WHAT'S A FICO®?
February 16, 2024
FICO® stands for Fair Isaac & Company and is the name for the most well known credit scoring system, used by Experian.
The credit bureau’s computer evaluates a complete credit profile and assigns a score, which is used to estimate credit worthiness.
Each of the three bureaus (Experian, Trans Union, Equifax) employs its own scoring system, so a given person will usually have 3 separate scores.
Someone with a higher score will be viewed as a better risk than someone with a lower score.
Typically, scores will range from about 600 to 700 or above, although some cases will be outside this range.
What Kind of Score Do I Need for a Home Loan?
There are as many answers to this question as there are loan programs available. Most lenders will take the average of all 3 scores to evaluate an application.
Niche loans, such as Easy Qualifier and low down payment loans will have higher FICO® requirements.
How is My Score Determined?
The FICO® model has 5 main elements:
- Past payment history (about 35% of score) The fewer the late payments the better. Recent late payments will have a much greater impact than a very old Bankruptcy with perfect credit since.Myth - paying off cards with recent late payments will fix things. Payoffs do not affect payment history.
- Credit use (about 30% of score) Low balances across several cards is better than the same balance concentrated on a few cards used closer to maximums. Too many cards can bring down the score, but closing accounts can often do more harm than good if the entire profile is not considered. BE CAREFUL WHEN CLOSING ACCOUNTS!
- Length of credit history (15% of score) The longer accounts have been open the better for the score. Opening new accounts and closing seasoned accounts can bring down a score a great deal.
- Types of credit used (10% of score) Finance company accounts score lower than bank or department store accounts.
- Inquiries (10% of score) Multiple inquiries can be a risk if several cards are applied for or other accounts are close to maxed out. Multiple mortgage or car inquiries within a 14 day period are counted as one inquiry.
How Can I Raise My Score?
Your score can only be changed by the way that item is reported directly to the credit bureaus (Experian, TU, Equifax). Written confirmation from the creditor is required.
It is best to make these corrections before you try to purchase a home, because you can never be sure the exact impact a change will have on your score.
What Does This Mean to Me?
You should have your credit reviewed BEFORE you look for a home, and work with a PROFESSIONAL loan officer to make sure your loan is based on the most accurate information.
Final Thought from Tim
As a real estate professional with over 17 years of experience helping Triangle residents find their dream homes, I always emphasize the importance of knowing and nurturing your credit score prior to purchasing a home or refinancing.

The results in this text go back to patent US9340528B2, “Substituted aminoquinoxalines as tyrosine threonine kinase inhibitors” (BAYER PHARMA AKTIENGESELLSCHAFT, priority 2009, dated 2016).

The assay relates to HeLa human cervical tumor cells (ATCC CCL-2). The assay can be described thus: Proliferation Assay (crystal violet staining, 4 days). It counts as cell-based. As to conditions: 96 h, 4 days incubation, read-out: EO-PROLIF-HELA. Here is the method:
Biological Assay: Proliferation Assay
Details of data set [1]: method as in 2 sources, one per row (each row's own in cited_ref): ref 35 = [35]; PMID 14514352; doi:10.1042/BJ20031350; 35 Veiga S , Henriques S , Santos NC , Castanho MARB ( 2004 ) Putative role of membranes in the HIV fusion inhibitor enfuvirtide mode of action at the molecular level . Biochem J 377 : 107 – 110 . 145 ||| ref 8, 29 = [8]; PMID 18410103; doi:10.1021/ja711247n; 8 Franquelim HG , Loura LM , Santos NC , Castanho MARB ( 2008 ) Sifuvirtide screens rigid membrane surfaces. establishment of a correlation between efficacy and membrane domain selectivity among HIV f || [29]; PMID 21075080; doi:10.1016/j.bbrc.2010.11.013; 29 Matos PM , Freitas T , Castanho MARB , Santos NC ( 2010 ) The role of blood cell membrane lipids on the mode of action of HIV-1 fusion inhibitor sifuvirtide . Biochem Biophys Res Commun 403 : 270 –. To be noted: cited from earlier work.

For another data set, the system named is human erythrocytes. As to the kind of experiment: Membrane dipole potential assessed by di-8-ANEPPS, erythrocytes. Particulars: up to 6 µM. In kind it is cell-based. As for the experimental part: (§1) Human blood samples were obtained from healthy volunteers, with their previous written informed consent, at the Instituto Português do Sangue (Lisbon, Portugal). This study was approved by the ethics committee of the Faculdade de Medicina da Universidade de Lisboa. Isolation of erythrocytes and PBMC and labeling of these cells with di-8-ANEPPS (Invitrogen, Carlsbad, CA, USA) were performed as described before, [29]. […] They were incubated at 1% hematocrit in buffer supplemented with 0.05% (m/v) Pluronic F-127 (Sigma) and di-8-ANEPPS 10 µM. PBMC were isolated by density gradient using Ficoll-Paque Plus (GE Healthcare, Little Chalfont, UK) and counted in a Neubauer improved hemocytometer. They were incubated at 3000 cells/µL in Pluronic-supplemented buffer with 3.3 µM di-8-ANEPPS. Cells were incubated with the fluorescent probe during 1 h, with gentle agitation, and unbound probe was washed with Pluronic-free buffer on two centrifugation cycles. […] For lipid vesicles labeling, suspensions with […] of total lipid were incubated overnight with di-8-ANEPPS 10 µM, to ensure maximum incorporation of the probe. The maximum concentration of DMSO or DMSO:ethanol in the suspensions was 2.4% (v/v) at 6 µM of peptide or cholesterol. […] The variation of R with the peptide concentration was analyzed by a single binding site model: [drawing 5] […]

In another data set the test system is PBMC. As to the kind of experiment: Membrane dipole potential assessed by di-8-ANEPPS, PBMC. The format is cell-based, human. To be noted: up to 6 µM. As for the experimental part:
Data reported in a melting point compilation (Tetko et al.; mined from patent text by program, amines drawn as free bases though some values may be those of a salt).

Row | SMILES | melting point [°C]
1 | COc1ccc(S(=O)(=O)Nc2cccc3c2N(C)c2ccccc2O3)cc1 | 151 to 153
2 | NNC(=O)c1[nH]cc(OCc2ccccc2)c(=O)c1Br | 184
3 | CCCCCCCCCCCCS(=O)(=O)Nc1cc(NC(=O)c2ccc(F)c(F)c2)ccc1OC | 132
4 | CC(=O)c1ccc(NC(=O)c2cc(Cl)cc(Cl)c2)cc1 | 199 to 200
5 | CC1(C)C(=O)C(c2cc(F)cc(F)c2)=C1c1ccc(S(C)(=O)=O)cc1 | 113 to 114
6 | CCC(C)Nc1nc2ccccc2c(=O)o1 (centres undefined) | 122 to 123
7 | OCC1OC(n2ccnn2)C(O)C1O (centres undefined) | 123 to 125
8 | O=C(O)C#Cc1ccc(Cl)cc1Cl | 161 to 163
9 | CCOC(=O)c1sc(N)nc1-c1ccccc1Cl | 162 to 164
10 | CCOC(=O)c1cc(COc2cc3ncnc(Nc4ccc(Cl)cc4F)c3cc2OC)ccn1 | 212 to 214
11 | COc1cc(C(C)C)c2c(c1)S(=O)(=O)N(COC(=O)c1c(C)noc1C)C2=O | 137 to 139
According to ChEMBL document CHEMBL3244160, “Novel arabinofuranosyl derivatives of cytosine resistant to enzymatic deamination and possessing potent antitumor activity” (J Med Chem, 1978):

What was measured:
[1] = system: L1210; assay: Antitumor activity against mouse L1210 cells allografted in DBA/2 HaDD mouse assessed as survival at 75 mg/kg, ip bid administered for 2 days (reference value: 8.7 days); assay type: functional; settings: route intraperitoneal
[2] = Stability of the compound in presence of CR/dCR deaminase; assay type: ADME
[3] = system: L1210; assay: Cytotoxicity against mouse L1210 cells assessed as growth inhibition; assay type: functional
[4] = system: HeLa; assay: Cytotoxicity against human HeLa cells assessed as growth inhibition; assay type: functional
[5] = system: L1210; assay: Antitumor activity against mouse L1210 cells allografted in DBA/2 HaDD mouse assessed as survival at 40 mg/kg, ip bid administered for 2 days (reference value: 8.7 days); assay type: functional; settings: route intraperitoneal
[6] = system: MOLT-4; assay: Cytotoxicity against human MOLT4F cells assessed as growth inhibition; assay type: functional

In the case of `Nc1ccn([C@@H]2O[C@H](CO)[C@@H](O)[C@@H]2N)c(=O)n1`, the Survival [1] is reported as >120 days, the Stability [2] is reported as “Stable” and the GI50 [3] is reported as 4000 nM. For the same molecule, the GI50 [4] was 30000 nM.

Your FICO score plays a pivotal role in determining your mortgage eligibility and interest rates.
My top advice is to check all three of your credit reports from Experian, Equifax and Transunion at least 6 months before you plan to buy or refinance.
Dispute any errors you find immediately and get them corrected. This gives time for the changes to positively impact your scores.
Also, pay down revolving credit card balances to less than 30% of the limit.
Avoid applying for new credit or closing old credit cards as both actions can temporarily lower your scores.
Additionally, work with a trustworthy lender to evaluate your full financial picture, not just your scores.
An experienced professional will guide you on the best loan programs and rates for your situation.
I've built strong relationships with lenders across the Triangle area and take pride in connecting my clients to the right financing options.
Taking these proactive steps sets the stage for a smooth home buying or refinancing process.
My goal with every client is to make their real estate experience as pleasant and stress-free as possible.
With some care and planning around your credit, I can help turn your home ownership dreams into reality. Contact me today to get started!
Frequently Asked Questions About FICO scores
What is the range of FICO scores?
The range of possible FICO scores is 300-850. Most people score between 600 and 750.
What is a good FICO score?
FICO scores above 670 are considered good. 720 and above is considered excellent.
How long do closed accounts stay on your credit report?
Closed credit card accounts can stay on your credit report for 10 years from the date they were closed. This continues to impact your credit score.
Does paying off collections help your credit?
Paying off debt collections can improve your credit scores. The collection account will still show for 7 years though.
Does being an authorized user help credit?
Yes, being added as an authorized user on someone else's credit card can help build your credit, assuming the primary user pays on time.
How many credit cards should I have to improve my scores?
3-5 credit cards with low balances can help improve credit. Too many cards or high balances can lower scores.
Does checking your own credit hurt it?
No, checking your own credit scores or reports does not hurt your scores. Soft inquiries from yourself don't impact credit.
How long do hard inquiries impact your credit?
Hard credit inquiries from applications for credit can impact scores for 12 months or more.
How long do late payments impact your credit?
Late payments impact your credit for 7 years but recent lates hurt more.
Should I close old credit cards I don’t use?
Generally it's best not to close old credit cards as it can reduce your overall credit limit and length of credit history, both important FICO factors.
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